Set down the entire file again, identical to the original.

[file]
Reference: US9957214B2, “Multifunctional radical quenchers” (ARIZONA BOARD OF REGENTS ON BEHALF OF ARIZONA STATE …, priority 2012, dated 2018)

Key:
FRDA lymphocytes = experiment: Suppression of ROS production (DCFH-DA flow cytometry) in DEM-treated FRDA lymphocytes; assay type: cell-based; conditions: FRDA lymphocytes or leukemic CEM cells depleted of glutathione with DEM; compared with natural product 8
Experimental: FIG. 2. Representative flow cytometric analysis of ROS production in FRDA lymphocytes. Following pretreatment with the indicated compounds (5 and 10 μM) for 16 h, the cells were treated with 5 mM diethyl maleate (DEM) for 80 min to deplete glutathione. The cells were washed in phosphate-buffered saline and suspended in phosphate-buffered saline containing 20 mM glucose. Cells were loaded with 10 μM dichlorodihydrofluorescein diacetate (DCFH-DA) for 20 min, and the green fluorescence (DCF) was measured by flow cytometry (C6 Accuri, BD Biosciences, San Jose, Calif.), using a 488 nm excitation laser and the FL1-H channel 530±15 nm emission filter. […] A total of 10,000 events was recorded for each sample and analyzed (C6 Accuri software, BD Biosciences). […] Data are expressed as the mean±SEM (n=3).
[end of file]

Reference: US9957214B2, “Multifunctional radical quenchers” (ARIZONA BOARD OF REGENTS ON BEHALF OF ARIZONA STATE …, priority 2012, dated 2018)

Key:
FRDA lymphocytes = experiment: Suppression of ROS production (DCFH-DA flow cytometry) in DEM-treated FRDA lymphocytes; assay type: cell-based; conditions: FRDA lymphocytes or leukemic CEM cells depleted of glutathione with DEM; compared with natural product 8
Experimental: FIG. 2. Representative flow cytometric analysis of ROS production in FRDA lymphocytes. Following pretreatment with the indicated compounds (5 and 10 μM) for 16 h, the cells were treated with 5 mM diethyl maleate (DEM) for 80 min to deplete glutathione. The cells were washed in phosphate-buffered saline and suspended in phosphate-buffered saline containing 20 mM glucose. Cells were loaded with 10 μM dichlorodihydrofluorescein diacetate (DCFH-DA) for 20 min, and the green fluorescence (DCF) was measured by flow cytometry (C6 Accuri, BD Biosciences, San Jose, Calif.), using a 488 nm excitation laser and the FL1-H channel 530±15 nm emission filter. […] A total of 10,000 events was recorded for each sample and analyzed (C6 Accuri software, BD Biosciences). […] Data are expressed as the mean±SEM (n=3).